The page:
Kurrumbede Success!

After three-and-a-half years, the former Mackellar family homestead is now officially a heritage-listed property. The announcement was made by local member, Mr Kevin Anderson MP, who presented Society President Philippa Murray with the official listing notices on Monday 30 May.



The Society is thrilled with the decision and is looking forward to what the future holds for Kurrumbede, as well as what it means for Australia’s cultural, historical and artistic communities.

From Heritage NSW:

🥁 Heritage News 🥁
Kurrumbede Homestead, the former home of poet Dorothea Mackellar, has been added to the State Heritage Register.
Located near Gunnedah on Kamilaroi Country, this beautiful homestead was commissioned by NSW politician Charles Mackellar and completed in the early years of the 20th Century. It continued in the ownership of the Mackellar family into the 1930s.
Although Dorothea Mackellar’s most famous poem My Country was written before her visits to Kurrumbede, we know that several later poetic works have been written or refined during her visits to this beautiful homestead ✍️

A bit more about Kurrumbede…

The Kurrumbede homestead and its outbuildings formed the centre of a 6,600-acre (approx. 3000 h.a) station once owned by the Mackellar family for almost 40 years.

Located 25km north-west of Gunnedah on the Namoi River, the property ran both sheep and cattle together with wheat cropping.

The property was purchased by Sir Charles Mackellar in 1905 and was managed by his two sons Malcolm and Eric. His eldest son Keith died in the Boer War.

His only daughter Dorothea was a frequent visitor to Kurrumbede, reflected in her writings.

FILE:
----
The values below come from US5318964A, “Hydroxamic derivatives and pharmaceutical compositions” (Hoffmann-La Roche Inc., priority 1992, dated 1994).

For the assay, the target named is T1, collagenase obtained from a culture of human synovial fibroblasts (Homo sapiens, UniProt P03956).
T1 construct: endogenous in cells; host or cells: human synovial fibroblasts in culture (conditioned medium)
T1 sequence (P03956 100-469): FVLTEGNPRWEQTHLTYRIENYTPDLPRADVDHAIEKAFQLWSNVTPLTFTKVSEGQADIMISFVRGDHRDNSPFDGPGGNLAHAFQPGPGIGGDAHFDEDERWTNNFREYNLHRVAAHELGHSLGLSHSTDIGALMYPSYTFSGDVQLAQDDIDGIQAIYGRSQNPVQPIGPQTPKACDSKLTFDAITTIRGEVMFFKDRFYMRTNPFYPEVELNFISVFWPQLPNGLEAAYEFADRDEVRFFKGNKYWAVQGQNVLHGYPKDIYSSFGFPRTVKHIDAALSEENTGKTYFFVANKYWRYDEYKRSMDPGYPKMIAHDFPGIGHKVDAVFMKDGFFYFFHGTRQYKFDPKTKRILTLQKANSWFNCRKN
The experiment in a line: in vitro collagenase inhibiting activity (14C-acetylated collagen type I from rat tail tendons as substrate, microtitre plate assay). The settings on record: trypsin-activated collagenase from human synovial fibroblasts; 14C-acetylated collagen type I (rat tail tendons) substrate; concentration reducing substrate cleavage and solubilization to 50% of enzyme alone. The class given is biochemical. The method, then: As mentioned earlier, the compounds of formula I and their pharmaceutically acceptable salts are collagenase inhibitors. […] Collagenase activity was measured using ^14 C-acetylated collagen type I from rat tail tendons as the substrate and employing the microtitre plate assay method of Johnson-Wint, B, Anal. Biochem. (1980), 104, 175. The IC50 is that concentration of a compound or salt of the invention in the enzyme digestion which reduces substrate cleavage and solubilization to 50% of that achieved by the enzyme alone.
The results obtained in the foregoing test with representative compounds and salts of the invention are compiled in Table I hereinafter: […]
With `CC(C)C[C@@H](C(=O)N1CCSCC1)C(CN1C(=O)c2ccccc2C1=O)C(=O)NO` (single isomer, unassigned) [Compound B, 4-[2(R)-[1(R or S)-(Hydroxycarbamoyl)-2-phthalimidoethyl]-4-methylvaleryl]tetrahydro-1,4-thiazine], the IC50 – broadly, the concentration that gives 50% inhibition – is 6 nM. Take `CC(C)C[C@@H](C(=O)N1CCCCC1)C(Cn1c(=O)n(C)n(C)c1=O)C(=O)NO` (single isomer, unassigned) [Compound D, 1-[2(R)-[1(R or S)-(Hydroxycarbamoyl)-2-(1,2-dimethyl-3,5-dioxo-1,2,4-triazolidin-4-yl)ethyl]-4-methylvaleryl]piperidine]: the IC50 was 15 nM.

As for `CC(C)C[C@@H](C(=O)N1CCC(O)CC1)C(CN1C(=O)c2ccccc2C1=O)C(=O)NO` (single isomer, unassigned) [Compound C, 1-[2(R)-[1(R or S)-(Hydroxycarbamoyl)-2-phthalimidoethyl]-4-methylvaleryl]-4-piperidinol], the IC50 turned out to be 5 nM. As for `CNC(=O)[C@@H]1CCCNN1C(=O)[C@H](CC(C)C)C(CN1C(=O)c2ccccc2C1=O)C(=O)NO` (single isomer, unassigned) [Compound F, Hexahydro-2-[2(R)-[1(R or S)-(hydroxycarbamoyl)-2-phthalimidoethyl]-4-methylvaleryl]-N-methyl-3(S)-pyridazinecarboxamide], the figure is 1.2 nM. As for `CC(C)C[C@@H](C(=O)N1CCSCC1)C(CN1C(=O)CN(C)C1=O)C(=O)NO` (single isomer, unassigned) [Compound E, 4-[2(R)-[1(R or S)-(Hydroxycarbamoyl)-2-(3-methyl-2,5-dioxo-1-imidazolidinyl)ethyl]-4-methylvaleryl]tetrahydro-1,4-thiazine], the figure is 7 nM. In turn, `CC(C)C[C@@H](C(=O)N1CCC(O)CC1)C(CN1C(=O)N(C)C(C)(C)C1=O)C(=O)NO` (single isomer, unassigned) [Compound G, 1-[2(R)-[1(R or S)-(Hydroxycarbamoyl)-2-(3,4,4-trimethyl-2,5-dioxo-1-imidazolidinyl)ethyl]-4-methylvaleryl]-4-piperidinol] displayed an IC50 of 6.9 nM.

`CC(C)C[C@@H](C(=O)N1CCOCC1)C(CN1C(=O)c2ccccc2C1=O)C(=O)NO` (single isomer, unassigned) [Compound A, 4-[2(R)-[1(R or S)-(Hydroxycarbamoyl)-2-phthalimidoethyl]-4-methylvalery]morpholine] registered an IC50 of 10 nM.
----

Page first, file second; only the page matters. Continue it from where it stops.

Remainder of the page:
The homestead was built by the Mackellar family. The architect was John Reid, a family friend who lived in Sydney. It underwent substantial alterations in the 1950’s but the footprint remains the same. The outbuildings are mostly unchanged since they were constructed, providing a fine example of a working station that hosted horses and dogs in domestic life. Cottages, men’s quarters, stables, a stallion yard, hay silo, buggy shed, dog kennels and an underground meat locker are located to the rear of the homestead.

The gardens were extensive with a productive orchard and vegetable and flower gardens watered by the Namoi River.

The Mackellar family sold the property in 1939 and it remained in private ownership until it was bought by a coal company in 2010. The current owner Whitehaven Coal plans to establish an open cut mine 1.2 km from the homestead.

The company has stated its commitment to the preservation of the Kurrumbede homestead and garden. In 2019, Whitehaven announced the allocation of $500,000 over three years to restore the garden. The Dorothea Mackellar Memorial Society has welcomed this initiative and will work with the company on this project.

Image: Heritage NSW